Federation Chamber 31/03/2022
Mr KHALIL (Wills) (11:12): I’m standing here on probably the last sitting day before the election and I can’t help but reflect on the past three years in this place. It is the job of governments to tend the metaphorical campfire, so to speak, to keep the population safe and prosperous—a secure base camp, as it were. Well, I can probably say that the fire has gone out. Instead, we are standing here in the ashes and the embers of the 46th Parliament.
It has been a disturbing and a worrying time for most Australians and most people around the world, but it has also been a historic time. I can probably say that there will be no Australian above school age who will forget these past couple of years. Of course, in times of great disturbance, of national trauma, aren’t these the times when governments make names for themselves—the Churchill wartime government, the Curtin Labor government during the war as well, Lincoln holding a nation together during the Civil War, Mandela assuming the presidency and maintaining a peaceful transition in the post-apartheid era?
It’s when things are breaking or broken that we most need good government, good leaders and good policies. The Hawke-Keating Labor government was an example of that. In the eighties it saw an economic system that was broken and unsustainable and that would have eventually dragged Australia to its knees, and it acted. Governments become famous because of their decisions and because their use of power shapes the nation, sometimes for generations. They leave a legacy. But what we have seen in the past three years is a lack of substance and ambition on a breathtaking scale.
What is this government even about? I’m not one to say I actually miss Tony Abbott and his divisive, populist three-word slogans, but at least he had three-word slogans. What does this government have, Deputy Speaker Georganas? What does it actually believe in? Can you or any of us here say one single thing that this government has done that they believe in, apart from putting out fires? And I’m not talking here about actual fires—remember, the Prime Minister doesn’t hold a hose—I’m talking about the spot fires of the day-to-day bungling and the media cycle.
The Prime Minister’s sole focus is dousing the spot fires from his last mistake and winning the political day. His focus is not on the economy, not on the pandemic, not on global security, not on the crisis of climate change, not on housing affordability—not on any of these things. His sole focus has been himself, his inner circle and his desire for re-election. Faced with extraordinary times, what did we need? We needed a vaccine rollout on time, we needed protection of aged care, we needed RATs and we needed a Prime Minister that didn’t abrogate his responsibility to everyone but himself. Because of our geographic isolation and because of our state leaders stepping up and identifying the scale of the threat, we weren’t ravaged in the early, unvaccinated days of the pandemic. Remember the first wave that killed millions worldwide? ‘I’ll be going to the footy’—that’s what the PM said. Not only do we have a government that didn’t make a name for itself, that failed on vaccines, aged care and RATs and that was cavalier with people’s lives; we have a government that is proud that it didn’t make a name for itself.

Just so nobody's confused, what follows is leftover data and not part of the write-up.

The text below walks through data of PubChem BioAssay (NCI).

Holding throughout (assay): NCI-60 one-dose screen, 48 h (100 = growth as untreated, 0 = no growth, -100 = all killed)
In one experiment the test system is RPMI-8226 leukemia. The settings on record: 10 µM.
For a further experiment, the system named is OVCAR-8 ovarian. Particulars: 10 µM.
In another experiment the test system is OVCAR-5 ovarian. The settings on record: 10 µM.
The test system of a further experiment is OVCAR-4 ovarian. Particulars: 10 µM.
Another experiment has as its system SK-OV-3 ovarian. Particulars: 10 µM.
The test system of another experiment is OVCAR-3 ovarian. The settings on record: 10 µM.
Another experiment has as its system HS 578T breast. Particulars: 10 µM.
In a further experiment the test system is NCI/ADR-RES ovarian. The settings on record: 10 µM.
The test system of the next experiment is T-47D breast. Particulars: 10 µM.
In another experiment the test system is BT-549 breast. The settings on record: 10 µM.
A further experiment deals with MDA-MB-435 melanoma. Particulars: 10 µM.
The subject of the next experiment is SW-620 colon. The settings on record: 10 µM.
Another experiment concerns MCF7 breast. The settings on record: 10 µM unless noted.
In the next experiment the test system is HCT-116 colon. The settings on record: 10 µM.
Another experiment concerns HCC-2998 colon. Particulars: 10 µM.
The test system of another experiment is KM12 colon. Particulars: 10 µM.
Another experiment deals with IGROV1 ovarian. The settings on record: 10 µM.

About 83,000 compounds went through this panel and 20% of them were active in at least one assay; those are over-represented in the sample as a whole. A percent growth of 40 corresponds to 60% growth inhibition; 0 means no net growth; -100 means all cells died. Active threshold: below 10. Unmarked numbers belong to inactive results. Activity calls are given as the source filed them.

The Prime Minister was interviewed recently and asked what his legacy will be. Naturally, when you haven’t done anything it becomes a very tough question. His reply was ‘I don’t believe in legacies’. When I was a kid growing up, I saw what governments could do. They could house a new family like mine. They could provide public housing for a new migrant family like mine. They could provide universal health care. They could provide a HECS repayment system that allowed me to go through arts-law at university. They were governments that did things to make Australia better, to leave a legacy. As Prime Minister Keating said, when you change the government, you change the country. To me, it is actually despairing to hear the Prime Minister say that he doesn’t even have a legacy. Well, what are we here to do if it’s not to leave a legacy? This is a place of power—not power for its own sake or just to retain it but power to make a difference, to use that power.
I believe in a legacy and I believe in what is coming. I hope that, with the election that is coming, the Australian people will see that we believe in a legacy—that we will leave a legacy of a better life for them. Whether it is on climate change and renewable energy, whether it is on manufacturing in Australia, whether it is on affordable child care, whether it is on education or the management of the economy or housing affordability or our foreign affairs and our place in the world, Labor has always sought to leave a legacy when in government. That’s what we’ll do if we win the next election.